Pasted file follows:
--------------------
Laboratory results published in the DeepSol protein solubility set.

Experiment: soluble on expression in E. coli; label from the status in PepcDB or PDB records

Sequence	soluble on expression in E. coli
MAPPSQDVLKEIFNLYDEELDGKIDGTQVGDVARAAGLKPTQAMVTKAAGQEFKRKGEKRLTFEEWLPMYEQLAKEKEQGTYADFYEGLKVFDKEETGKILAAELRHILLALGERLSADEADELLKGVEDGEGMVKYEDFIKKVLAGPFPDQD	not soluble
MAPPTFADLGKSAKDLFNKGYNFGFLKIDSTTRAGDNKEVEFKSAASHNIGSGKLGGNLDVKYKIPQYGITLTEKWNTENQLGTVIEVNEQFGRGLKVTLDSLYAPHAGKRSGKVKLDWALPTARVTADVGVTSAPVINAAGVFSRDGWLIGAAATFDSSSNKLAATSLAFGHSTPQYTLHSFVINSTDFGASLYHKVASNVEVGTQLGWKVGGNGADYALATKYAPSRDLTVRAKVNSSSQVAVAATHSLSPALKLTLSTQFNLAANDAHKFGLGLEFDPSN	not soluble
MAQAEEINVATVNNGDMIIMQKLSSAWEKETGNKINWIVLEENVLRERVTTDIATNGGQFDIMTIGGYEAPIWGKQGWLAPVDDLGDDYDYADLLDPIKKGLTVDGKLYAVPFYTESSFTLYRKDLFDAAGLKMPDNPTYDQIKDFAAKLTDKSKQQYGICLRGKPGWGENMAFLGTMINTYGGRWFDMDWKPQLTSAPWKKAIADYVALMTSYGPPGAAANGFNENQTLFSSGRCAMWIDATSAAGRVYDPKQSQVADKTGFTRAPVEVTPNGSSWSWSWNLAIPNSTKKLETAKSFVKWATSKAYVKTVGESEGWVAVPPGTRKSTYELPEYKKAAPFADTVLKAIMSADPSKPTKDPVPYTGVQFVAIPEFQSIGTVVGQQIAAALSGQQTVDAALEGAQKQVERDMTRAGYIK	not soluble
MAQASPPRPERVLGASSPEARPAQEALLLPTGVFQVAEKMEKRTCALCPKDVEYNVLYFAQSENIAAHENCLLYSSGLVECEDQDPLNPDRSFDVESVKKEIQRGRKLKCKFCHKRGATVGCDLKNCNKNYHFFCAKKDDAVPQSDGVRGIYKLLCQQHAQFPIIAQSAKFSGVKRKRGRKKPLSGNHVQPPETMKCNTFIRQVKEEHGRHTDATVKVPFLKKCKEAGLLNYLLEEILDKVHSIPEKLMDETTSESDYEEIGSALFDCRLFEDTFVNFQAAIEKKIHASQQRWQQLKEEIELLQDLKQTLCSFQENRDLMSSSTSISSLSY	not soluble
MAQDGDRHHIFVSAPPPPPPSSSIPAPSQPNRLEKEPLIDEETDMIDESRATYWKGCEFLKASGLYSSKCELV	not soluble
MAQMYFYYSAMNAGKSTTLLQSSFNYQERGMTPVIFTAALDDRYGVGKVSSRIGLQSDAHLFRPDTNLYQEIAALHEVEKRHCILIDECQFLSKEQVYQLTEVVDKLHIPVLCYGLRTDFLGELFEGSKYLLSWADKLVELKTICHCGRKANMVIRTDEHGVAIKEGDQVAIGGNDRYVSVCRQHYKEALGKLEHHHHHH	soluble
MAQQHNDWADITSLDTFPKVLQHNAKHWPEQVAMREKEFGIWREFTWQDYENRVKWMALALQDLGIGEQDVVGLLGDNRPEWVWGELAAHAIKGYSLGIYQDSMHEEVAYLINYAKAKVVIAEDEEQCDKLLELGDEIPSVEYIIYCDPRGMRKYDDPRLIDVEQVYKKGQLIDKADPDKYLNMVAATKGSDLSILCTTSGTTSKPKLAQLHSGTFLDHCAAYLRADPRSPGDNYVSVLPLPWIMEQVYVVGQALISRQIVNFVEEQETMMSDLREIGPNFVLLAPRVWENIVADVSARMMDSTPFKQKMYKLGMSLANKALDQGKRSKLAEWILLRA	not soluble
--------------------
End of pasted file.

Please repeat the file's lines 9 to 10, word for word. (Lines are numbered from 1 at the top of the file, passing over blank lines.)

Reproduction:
MAQMYFYYSAMNAGKSTTLLQSSFNYQERGMTPVIFTAALDDRYGVGKVSSRIGLQSDAHLFRPDTNLYQEIAALHEVEKRHCILIDECQFLSKEQVYQLTEVVDKLHIPVLCYGLRTDFLGELFEGSKYLLSWADKLVELKTICHCGRKANMVIRTDEHGVAIKEGDQVAIGGNDRYVSVCRQHYKEALGKLEHHHHHH	soluble
MAQQHNDWADITSLDTFPKVLQHNAKHWPEQVAMREKEFGIWREFTWQDYENRVKWMALALQDLGIGEQDVVGLLGDNRPEWVWGELAAHAIKGYSLGIYQDSMHEEVAYLINYAKAKVVIAEDEEQCDKLLELGDEIPSVEYIIYCDPRGMRKYDDPRLIDVEQVYKKGQLIDKADPDKYLNMVAATKGSDLSILCTTSGTTSKPKLAQLHSGTFLDHCAAYLRADPRSPGDNYVSVLPLPWIMEQVYVVGQALISRQIVNFVEEQETMMSDLREIGPNFVLLAPRVWENIVADVSARMMDSTPFKQKMYKLGMSLANKALDQGKRSKLAEWILLRA	not soluble